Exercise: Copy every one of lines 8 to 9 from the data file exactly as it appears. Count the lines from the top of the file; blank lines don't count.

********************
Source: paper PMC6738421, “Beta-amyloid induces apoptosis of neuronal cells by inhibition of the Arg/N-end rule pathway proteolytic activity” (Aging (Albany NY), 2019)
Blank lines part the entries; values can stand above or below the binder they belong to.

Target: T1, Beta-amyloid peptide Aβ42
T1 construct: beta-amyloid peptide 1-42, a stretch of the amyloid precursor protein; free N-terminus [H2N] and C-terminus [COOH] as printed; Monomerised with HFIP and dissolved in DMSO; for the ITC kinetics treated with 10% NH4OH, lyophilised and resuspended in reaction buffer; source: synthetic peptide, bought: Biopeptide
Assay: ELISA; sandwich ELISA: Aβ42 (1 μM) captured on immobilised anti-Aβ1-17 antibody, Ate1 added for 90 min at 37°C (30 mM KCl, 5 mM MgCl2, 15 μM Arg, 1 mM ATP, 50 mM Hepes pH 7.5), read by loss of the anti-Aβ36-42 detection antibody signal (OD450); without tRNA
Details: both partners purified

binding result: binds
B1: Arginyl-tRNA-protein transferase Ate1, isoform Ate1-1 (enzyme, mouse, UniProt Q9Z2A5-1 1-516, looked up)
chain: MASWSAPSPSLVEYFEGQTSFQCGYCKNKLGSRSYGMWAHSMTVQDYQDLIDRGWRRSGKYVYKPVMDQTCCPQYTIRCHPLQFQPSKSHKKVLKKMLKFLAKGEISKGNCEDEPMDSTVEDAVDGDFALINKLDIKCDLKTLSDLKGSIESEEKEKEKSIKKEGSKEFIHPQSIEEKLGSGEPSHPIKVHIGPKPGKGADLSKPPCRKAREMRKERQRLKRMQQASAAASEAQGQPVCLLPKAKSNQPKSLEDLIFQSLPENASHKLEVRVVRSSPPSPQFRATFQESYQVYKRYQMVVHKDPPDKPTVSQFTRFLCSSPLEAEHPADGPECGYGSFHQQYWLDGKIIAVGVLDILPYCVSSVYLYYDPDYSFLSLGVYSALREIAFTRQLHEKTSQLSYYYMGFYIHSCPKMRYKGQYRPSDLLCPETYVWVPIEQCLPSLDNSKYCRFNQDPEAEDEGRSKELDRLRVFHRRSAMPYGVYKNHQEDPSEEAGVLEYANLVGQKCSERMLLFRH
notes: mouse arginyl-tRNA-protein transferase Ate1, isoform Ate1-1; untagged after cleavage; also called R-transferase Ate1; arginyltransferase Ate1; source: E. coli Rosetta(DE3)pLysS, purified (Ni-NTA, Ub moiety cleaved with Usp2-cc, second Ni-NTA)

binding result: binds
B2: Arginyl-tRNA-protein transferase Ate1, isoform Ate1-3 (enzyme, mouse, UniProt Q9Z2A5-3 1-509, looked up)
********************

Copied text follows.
B1: Arginyl-tRNA-protein transferase Ate1, isoform Ate1-1 (enzyme, mouse, UniProt Q9Z2A5-1 1-516, looked up)
chain: MASWSAPSPSLVEYFEGQTSFQCGYCKNKLGSRSYGMWAHSMTVQDYQDLIDRGWRRSGKYVYKPVMDQTCCPQYTIRCHPLQFQPSKSHKKVLKKMLKFLAKGEISKGNCEDEPMDSTVEDAVDGDFALINKLDIKCDLKTLSDLKGSIESEEKEKEKSIKKEGSKEFIHPQSIEEKLGSGEPSHPIKVHIGPKPGKGADLSKPPCRKAREMRKERQRLKRMQQASAAASEAQGQPVCLLPKAKSNQPKSLEDLIFQSLPENASHKLEVRVVRSSPPSPQFRATFQESYQVYKRYQMVVHKDPPDKPTVSQFTRFLCSSPLEAEHPADGPECGYGSFHQQYWLDGKIIAVGVLDILPYCVSSVYLYYDPDYSFLSLGVYSALREIAFTRQLHEKTSQLSYYYMGFYIHSCPKMRYKGQYRPSDLLCPETYVWVPIEQCLPSLDNSKYCRFNQDPEAEDEGRSKELDRLRVFHRRSAMPYGVYKNHQEDPSEEAGVLEYANLVGQKCSERMLLFRH